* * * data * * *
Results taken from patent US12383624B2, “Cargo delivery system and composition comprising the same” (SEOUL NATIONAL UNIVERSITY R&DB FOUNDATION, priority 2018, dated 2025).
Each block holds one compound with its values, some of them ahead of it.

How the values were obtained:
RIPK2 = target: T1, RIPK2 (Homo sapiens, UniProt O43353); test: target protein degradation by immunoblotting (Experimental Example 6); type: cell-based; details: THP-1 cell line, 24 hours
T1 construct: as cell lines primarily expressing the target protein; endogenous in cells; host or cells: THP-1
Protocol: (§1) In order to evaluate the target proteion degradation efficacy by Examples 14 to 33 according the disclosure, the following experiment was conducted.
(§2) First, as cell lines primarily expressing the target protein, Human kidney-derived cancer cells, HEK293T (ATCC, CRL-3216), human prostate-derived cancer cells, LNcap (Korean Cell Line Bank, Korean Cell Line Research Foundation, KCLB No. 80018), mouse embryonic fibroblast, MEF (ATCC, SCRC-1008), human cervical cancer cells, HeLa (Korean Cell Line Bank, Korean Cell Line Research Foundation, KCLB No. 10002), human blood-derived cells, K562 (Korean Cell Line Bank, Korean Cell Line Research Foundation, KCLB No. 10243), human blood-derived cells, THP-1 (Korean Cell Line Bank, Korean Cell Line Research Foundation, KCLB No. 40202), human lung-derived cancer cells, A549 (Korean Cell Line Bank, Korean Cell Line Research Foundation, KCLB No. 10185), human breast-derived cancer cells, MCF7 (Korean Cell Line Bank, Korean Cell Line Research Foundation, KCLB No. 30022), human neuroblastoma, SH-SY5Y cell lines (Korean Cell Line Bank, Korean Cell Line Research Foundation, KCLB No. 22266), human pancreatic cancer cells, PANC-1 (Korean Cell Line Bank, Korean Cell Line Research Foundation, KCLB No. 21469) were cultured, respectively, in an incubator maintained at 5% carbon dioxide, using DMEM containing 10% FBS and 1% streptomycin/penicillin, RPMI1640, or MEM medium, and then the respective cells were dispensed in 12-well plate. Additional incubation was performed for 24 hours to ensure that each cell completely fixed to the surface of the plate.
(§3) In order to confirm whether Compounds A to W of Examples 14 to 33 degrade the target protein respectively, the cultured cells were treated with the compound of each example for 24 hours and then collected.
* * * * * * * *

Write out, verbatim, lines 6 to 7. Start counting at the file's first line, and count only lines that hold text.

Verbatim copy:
Protocol: (§1) In order to evaluate the target proteion degradation efficacy by Examples 14 to 33 according the disclosure, the following experiment was conducted.
(§2) First, as cell lines primarily expressing the target protein, Human kidney-derived cancer cells, HEK293T (ATCC, CRL-3216), human prostate-derived cancer cells, LNcap (Korean Cell Line Bank, Korean Cell Line Research Foundation, KCLB No. 80018), mouse embryonic fibroblast, MEF (ATCC, SCRC-1008), human cervical cancer cells, HeLa (Korean Cell Line Bank, Korean Cell Line Research Foundation, KCLB No. 10002), human blood-derived cells, K562 (Korean Cell Line Bank, Korean Cell Line Research Foundation, KCLB No. 10243), human blood-derived cells, THP-1 (Korean Cell Line Bank, Korean Cell Line Research Foundation, KCLB No. 40202), human lung-derived cancer cells, A549 (Korean Cell Line Bank, Korean Cell Line Research Foundation, KCLB No. 10185), human breast-derived cancer cells, MCF7 (Korean Cell Line Bank, Korean Cell Line Research Foundation, KCLB No. 30022), human neuroblastoma, SH-SY5Y cell lines (Korean Cell Line Bank, Korean Cell Line Research Foundation, KCLB No. 22266), human pancreatic cancer cells, PANC-1 (Korean Cell Line Bank, Korean Cell Line Research Foundation, KCLB No. 21469) were cultured, respectively, in an incubator maintained at 5% carbon dioxide, using DMEM containing 10% FBS and 1% streptomycin/penicillin, RPMI1640, or MEM medium, and then the respective cells were dispensed in 12-well plate. Additional incubation was performed for 24 hours to ensure that each cell completely fixed to the surface of the plate.